Action And Clinical Pharmacology: Clotrimazole acts primarily by damaging the permeability barrier in the cell membrane of fungi. Clotrimazole brings about inhibition of ergosterol biosynthesis, an essential constituent of fungal cell membranes. If ergosterol synthesis is completely or partially inhibited, the cell is no longer able to construct an intact cell membrane. This leads to death of the fungus.
Exposure of C. albicans to clotrimazole causes leakage of intracellular phosphorus compounds into the ambient medium with a concomitant breakdown of cellular nucleic acids and potassium efflux. The onset of these events is rapid and extensive after exposure of the organism to the drug, and causes a time-dependent and concentration-dependent inhibition of fungal growth.
Pharmacokinetics: Metabolism studies performed after oral or i.v. administration have shown that in most species studied, levels of clotrimazole in tissue and serum are low. The majority of the drug is excreted as metabolites in the feces, with small amounts excreted in the urine. Human studies indicate slow excretion following oral administration of 4-labeled clotrimazole (greater than 6 days). After intraperitoneal and s.c. administration, very low levels have been observed in the urine. The absorption and organ distribution of the drug is very poor when administered parenterally.
The pharmacokinetics of topically applied clotrimazole in human subjects have been evaluated by Duhm et al. who reported on the penetration of radioactive clotrimazole 1% cream and 1% solution into intact and acutely inflamed skin. Six hours after application of the drug, the concentration of clotrimazole found in skin layers varied from 100 Âµg/cmin the stratum corneum to 0.5 to 1 Âµg/cmin the stratum reticulare and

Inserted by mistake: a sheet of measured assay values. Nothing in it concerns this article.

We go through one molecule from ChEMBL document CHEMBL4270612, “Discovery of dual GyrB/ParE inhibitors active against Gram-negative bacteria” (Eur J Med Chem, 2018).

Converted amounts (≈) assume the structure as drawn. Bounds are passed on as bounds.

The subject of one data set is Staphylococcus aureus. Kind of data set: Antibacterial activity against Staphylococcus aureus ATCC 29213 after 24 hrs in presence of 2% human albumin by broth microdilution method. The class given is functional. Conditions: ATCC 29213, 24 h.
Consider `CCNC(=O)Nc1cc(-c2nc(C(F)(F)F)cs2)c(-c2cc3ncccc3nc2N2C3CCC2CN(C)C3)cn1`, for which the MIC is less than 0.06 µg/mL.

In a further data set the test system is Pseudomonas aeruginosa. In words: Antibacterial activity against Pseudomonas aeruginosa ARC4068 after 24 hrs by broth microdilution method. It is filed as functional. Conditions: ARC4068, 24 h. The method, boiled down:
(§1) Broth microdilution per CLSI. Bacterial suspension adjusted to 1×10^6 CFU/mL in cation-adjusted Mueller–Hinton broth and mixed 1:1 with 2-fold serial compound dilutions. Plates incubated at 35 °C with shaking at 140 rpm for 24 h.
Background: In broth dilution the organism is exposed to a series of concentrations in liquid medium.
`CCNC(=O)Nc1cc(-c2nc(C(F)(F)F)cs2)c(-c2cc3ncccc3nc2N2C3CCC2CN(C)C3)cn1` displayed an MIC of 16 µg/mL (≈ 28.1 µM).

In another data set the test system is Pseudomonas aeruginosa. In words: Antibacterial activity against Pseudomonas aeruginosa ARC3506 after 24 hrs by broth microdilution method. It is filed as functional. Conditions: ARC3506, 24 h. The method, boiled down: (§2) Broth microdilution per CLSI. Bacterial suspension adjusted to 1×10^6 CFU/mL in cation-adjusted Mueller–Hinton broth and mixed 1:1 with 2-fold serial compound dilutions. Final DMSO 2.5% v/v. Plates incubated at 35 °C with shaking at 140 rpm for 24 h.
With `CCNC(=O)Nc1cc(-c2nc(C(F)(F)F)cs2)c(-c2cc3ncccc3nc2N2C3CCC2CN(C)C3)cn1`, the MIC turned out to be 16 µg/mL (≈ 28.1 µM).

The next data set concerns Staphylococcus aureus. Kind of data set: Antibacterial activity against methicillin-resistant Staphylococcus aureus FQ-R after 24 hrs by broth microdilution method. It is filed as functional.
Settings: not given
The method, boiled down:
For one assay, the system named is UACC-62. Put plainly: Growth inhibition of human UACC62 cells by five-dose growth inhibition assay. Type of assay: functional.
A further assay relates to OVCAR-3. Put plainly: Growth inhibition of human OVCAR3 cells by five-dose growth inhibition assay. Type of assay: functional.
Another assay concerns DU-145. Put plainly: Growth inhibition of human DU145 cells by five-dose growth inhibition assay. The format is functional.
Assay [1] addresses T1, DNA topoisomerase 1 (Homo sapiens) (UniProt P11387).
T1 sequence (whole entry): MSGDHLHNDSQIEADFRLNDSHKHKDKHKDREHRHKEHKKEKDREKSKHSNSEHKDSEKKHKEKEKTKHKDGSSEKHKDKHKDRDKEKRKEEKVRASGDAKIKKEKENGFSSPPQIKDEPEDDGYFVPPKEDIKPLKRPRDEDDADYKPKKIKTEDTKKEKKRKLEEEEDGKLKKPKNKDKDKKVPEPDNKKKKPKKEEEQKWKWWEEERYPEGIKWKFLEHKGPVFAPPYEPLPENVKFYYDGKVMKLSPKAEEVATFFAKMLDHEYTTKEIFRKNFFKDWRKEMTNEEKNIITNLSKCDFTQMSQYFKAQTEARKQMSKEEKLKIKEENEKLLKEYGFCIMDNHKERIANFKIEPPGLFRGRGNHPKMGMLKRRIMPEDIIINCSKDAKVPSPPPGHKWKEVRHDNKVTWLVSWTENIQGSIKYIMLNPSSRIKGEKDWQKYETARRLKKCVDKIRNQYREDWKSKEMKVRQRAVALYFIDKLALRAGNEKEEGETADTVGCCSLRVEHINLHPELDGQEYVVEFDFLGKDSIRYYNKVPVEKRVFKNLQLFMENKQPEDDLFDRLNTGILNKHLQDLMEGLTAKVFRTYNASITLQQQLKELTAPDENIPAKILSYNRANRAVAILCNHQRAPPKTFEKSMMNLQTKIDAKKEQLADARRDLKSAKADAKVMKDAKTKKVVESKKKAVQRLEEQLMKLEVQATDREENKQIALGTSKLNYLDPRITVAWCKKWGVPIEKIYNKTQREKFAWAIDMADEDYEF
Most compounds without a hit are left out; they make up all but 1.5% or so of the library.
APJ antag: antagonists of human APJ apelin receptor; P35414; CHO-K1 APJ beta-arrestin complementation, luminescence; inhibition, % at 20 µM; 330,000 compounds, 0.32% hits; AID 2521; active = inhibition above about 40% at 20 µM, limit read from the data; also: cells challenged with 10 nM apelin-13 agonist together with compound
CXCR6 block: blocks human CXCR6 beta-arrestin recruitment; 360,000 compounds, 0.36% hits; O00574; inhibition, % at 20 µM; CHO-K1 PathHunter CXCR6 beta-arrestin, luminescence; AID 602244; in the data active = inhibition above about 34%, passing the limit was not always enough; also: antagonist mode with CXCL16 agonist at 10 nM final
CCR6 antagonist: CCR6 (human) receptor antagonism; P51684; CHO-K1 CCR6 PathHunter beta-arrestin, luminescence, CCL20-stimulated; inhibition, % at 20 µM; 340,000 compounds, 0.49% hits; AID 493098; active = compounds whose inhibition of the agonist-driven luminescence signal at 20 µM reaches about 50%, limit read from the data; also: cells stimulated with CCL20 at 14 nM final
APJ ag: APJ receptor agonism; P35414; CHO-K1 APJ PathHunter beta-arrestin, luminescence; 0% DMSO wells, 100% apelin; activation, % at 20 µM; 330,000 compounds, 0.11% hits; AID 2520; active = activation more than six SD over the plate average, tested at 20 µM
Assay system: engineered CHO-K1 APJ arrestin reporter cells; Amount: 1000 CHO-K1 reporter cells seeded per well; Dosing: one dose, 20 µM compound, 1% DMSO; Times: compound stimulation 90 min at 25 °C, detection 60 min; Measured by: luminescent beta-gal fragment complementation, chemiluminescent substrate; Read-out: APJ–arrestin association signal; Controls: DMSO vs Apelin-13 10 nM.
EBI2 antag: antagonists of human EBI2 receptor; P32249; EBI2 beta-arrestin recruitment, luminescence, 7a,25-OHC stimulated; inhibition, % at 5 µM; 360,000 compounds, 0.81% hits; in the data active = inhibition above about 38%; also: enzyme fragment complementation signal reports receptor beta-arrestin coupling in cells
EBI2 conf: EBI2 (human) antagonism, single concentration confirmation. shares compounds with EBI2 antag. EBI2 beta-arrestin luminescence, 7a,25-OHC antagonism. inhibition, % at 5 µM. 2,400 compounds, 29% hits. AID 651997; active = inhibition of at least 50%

In animal experiments, clotrimazole exerts an in vitro and in vivo, dose-dependent stimulating effect on certain microsomal enzyme systems which is approximately equal to that of phenobarbital in its inductive potential. However, this stimulating effect subsides rapidly when treatment is discontinued. The enzyme-inductive effect of clotrimazole has been found to be intact in adrenalectomized animals.
Results of 22 mycologically controlled double-blind, 1 mycologically controlled single blind, and 4 mycologically controlled open studies show that 1% solution and cream are effective in the treatment of tinea cruris, tinea corporis, tinea pedis, tinea versicolor and cutaneous candidiasis. For the cream, mycological cure rates were 80% for tinea cruris/tinea corporis, 67% for tinea pedis, 88% for tinea versicolor and 92% for cutaneous candidiasis as compared to 4.7%, 0%, 37.5% and 0%, respectively, for the vehicle control (total of 238 patients). The corresponding values for the solution are 92% for tinea cruris/tinea corporis, 64% for tinea pedis, 83% for tinea versicolor, 83% for cutaneous candidiasis, 100% for C. paronychia and 93% for mixed dermatophytoses as compared to 30%, 31%, 64%, 28% and 0%, respectively, (there is no corresponding value for mixed dermatophytoses) for the vehicle control (total of 874 patients).
Indications And Clinical Uses: For the topical treatment of the following dermal infections: tinea pedis, tinea cruris and tinea corporis due to T. rubrum, T. mentagrophytes and E. floccosum; candidiasis due to C. albicans; tinea versicolor due to M. furfur.
Contra-Indications: Hypersensitivity to clotrimazole.
Precautions: As with all topical agents, skin sensitization may result. Use of clotrimazole topical preparations should be discontinued should such reactions occur, and appropriate therapy instituted.